Interesting article from Chris Abraham: France’s Google Isn’t Ours. “…I just know that it’s important to remember that not all countries are the same, not all technologies are rolling out everywhere outside of your trendy San Francisco coffeehouse or farmers market. That we live in a continuum of decades and technologies spanning the late 19th century all the way into a future where everyone is wearing an Apple iWatch, flying a drone, and shovelling every bit of our physiological, physical, geographical, and purchase data into the hungry maw of the capitalist data monster.”

Twitter’s new quote function has given rise to “Twitter tunnels”.

King George III private papers will be digitized and put in an online archive.

Hmmm! Is Yahoo testing non-Bing search results?


I love your comments, I love your site suggestions, and I love you. Feel free to comment on the blog, or @ResearchBuzz on Twitter. Thanks!

Friday Buzz, April 10, 2015


Ooooh, this looks like fun. Kifi helps you build a search engine based on links you’ve tweeted, and also makes content recommendations. “Called ‘Kifi for Twitter,’ the company describes the new feature as something of a deep search engine for Twitter because it’s not only indexing the tweet itself, but also the actual content contained in those links you’ve shared, allowing you to more easily retrieve this information in the future.” Can you imagine being able to use something like this to tweet links with topic hashtags and automatically build a searchable subject index of links? Good heavens, I think I have the nerd-vapors…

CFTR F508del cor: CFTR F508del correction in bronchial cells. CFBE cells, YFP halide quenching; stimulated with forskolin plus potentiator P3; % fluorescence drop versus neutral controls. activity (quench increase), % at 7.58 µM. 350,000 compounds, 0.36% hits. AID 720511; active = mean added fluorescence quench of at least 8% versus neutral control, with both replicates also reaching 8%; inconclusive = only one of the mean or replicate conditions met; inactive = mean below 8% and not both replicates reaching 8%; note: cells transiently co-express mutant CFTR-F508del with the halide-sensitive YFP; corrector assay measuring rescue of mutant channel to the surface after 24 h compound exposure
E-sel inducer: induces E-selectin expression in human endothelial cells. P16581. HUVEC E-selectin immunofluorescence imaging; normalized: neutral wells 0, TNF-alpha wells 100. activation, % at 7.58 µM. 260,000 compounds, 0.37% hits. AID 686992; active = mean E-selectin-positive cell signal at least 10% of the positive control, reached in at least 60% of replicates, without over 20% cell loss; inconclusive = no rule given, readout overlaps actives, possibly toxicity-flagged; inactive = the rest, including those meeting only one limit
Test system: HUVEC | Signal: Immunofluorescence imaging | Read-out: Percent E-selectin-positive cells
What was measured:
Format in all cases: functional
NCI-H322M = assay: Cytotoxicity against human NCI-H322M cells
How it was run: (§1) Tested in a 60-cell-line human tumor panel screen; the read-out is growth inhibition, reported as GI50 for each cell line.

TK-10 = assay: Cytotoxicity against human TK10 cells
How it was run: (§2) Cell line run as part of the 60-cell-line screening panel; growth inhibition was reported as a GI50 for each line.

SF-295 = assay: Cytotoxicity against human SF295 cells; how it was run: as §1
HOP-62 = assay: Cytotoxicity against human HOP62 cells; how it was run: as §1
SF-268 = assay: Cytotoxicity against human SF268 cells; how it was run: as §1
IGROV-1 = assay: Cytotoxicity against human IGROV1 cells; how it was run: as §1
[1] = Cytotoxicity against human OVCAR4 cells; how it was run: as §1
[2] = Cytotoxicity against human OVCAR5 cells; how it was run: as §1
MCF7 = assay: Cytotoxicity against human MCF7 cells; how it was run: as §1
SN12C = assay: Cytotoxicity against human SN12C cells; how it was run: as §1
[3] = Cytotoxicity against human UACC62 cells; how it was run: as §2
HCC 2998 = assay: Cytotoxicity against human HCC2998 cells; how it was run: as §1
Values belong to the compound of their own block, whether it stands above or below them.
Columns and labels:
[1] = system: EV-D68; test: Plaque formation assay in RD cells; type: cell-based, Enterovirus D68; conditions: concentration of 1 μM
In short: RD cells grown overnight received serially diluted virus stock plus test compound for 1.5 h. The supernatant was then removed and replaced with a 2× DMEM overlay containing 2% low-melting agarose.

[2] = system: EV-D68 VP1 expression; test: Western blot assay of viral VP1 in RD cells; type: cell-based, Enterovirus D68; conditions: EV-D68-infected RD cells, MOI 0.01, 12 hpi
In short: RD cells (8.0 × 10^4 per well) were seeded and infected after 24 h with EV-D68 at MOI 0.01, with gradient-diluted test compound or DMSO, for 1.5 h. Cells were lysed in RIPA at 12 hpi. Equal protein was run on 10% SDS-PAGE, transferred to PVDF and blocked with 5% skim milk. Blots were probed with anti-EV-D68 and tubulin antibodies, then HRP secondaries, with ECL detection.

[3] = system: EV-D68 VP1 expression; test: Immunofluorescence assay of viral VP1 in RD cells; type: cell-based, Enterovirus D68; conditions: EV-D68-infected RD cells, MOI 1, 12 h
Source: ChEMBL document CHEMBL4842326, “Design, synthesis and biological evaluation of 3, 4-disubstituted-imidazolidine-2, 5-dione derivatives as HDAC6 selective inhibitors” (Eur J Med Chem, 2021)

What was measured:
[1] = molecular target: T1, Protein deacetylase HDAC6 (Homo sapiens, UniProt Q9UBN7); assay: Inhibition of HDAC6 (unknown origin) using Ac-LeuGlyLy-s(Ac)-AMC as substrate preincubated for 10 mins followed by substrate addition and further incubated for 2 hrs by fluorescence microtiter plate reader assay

Hulu has launched its own GIF search engine. Well, sort of: ” The new site, dubbed ‘The Perfect GIF,’ isn’t just a standard Tumblr blog, however, but more of customized Tumblr experience where you can search for and discover TV-related GIFs by tag, show, reaction or action involved. The idea behind the new project, it seems, is to help seed social media with high-quality GIFs based on Hulu’s own licensed and original content, then capitalize on those GIFs’ spread to market the Hulu brand to Tumblr’s younger demographic.”

In development: a database of incidents of fire attack hose burn-through. “As part of a larger research effort focused on the design and development of a next-generation fire attack hose, a team of faculty members and students at Worcester Polytechnic Institute (WPI) has launched a fire department survey and associated online database to gather and document information on actual hose burn-through incidents nationwide. The creation of this database is a key element of the first phase of a long-term project that aims to understand the flammability and limits of current fire attack hoses; define the scope and impact of burn-throughs; and, ultimately, use that data to create a more fire-resistant attack hose. The survey was rolled out in March. In less than three weeks, more than 150 fire departments have reported burn-through incidents and have detailed issues experienced as a result of those hose failures. Although it seems counterintuitive: attack hoses, the key firefighting tool used by firefighters across the country, are not designed to resist the very element they are combatting. In reality, existing hoses—usually made from woven cotton and rubber—can burn through while in use.”